New, long-term results from a clinical trial presented today at the 1st European Lung Cancer Conference jointly organized by the European Society for Medical Oncology (ESMO) and the International Association of the Study of Lung Cancer (IASLC) show that MAGE-A3 ASCI (Antigen-Specific Cancer Immunotherapeutic), an immune-boosting treatment for lung cancer patients, reduces the risk of relapse after surgery -- to the same extent as chemotherapy but without the side-effects of chemotherapy.
Prof. Johan Vansteenkiste from University Hospital Gasthuisberg in Belgium described the results after 44-months follow-up from a double-blind, placebo-controlled trial in 182 patients with non-small-cell lung cancer -- the most common form of the disease.
After complete surgical resection of the tumor, patients were randomly assigned to receive either placebo injections or injections of MAGE-A3 ASCI administered over 27 months (five given at three-week intervals followed by eight given once every three months). MAGE-A3 is a tumor-specific antigen, expressed in 35-50% of non-small-cell lung cancer, but not on normal cells.
"The aim is to help the body immune system to recognize the MAGE-A3 antigen and therefore eliminate the cancer cells that express MAGE-A3," explains Prof. Vansteenkiste. "In other words, it is a kind of treatment method that makes the body immune system specifically attack the lung cancer cells."
After 44 months, 69 of 182 patients had experienced a recurrence of their cancer, including 57 deaths. Those given the MAGE-A3 injections had longer on average before their cancer recurred, were less likely to have any recurrence, and were less likely to die.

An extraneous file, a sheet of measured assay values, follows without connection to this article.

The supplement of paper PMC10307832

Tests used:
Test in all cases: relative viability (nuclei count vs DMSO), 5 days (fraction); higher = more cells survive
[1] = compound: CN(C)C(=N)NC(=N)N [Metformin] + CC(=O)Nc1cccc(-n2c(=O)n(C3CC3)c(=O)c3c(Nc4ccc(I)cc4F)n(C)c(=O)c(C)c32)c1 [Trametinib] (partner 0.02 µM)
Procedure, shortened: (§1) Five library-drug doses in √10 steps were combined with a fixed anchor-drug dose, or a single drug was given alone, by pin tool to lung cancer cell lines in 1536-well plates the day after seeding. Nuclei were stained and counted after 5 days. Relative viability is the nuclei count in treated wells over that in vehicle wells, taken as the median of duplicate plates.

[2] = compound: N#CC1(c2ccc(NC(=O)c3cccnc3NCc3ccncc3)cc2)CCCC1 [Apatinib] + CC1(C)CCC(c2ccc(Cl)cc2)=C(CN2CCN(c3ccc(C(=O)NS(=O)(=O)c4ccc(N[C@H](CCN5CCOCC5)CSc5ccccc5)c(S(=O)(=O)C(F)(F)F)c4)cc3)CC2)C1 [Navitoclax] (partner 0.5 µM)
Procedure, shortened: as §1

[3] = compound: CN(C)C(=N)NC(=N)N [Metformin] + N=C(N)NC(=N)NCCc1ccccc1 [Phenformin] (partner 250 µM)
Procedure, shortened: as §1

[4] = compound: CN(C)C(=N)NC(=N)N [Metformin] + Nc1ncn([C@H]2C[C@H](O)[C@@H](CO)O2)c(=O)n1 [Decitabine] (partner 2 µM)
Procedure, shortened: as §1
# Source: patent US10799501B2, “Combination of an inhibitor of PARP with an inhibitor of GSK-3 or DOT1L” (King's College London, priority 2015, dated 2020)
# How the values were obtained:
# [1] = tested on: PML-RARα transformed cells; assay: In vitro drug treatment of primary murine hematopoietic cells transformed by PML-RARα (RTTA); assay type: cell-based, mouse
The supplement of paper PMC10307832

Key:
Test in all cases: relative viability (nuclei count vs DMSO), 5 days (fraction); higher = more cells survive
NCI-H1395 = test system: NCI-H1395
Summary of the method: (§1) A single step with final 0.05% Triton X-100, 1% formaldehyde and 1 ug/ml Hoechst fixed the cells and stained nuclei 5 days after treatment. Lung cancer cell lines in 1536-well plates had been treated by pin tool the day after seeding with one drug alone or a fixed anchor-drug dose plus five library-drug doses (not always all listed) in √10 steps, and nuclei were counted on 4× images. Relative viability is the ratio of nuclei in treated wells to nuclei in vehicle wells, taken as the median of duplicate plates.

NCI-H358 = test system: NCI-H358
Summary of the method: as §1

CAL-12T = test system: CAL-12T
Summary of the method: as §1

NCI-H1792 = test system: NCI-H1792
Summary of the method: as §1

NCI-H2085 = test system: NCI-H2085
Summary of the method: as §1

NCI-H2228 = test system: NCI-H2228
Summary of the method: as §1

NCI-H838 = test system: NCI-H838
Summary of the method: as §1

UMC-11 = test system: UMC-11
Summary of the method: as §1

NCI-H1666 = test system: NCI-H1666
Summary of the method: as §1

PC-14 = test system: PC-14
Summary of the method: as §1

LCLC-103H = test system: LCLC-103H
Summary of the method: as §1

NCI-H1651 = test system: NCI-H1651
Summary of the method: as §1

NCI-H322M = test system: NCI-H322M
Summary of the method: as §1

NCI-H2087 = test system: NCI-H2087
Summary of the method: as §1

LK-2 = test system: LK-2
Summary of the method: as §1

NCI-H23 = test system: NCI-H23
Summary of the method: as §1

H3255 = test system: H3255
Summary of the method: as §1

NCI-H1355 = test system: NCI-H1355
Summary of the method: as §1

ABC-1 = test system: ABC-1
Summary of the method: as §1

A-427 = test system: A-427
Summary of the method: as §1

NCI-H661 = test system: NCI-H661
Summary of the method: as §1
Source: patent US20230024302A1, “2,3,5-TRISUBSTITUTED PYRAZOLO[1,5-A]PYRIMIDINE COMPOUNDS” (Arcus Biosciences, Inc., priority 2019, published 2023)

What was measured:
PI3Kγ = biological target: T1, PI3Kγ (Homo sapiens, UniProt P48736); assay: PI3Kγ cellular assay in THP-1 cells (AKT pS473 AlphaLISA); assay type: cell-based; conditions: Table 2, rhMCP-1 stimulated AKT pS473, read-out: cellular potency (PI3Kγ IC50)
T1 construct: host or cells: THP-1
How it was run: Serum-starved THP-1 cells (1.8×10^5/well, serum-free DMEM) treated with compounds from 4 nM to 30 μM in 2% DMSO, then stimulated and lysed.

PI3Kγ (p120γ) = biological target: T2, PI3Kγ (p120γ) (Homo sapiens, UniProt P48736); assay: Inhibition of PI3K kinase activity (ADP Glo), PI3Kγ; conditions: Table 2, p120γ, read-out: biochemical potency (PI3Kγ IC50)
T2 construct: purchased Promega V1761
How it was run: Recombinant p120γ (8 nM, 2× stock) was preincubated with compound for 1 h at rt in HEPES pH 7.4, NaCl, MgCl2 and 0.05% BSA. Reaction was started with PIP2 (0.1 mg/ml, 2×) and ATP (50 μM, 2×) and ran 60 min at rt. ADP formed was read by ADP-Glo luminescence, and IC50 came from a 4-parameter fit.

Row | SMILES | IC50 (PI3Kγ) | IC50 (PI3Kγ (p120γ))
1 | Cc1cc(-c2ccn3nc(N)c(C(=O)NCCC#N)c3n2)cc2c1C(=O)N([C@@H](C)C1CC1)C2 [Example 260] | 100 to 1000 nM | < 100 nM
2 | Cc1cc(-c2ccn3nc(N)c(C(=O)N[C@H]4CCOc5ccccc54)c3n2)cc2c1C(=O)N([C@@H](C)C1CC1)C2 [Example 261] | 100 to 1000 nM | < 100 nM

"Surgical resection is the standard treatment for patients with early stage lung cancer, but after complete resection about 50% will relapse and die from their cancer," says Prof. Vansteenkiste. "Postoperative chemotherapy is able to improve cure rates, but is sometimes poorly tolerated by patients recovering from thoracic surgery. In addition, not all patients are fit to receive chemotherapy. This is why the signal from this phase II randomized study is important: the reduction in risk of postoperative cancer relapse is similar to the one obtained with postoperative chemotherapy, while the side-effects of this new strategy are minimal compared to chemotherapy."
Most patients only experience mild reactions at the injection site and fever within 24 hours of the injection, he explained. "Therefore, it is suitable for long-term maintenance treatment and for most patients, including older patients or patients in weak physical condition after surgery, allowing them to live a normal life whilst on cancer treatment." A large Phase III trial of the therapy, named MAGRIT, is now underway.
|Contact: Vanessa Pavinato|
European Society for Medical Oncology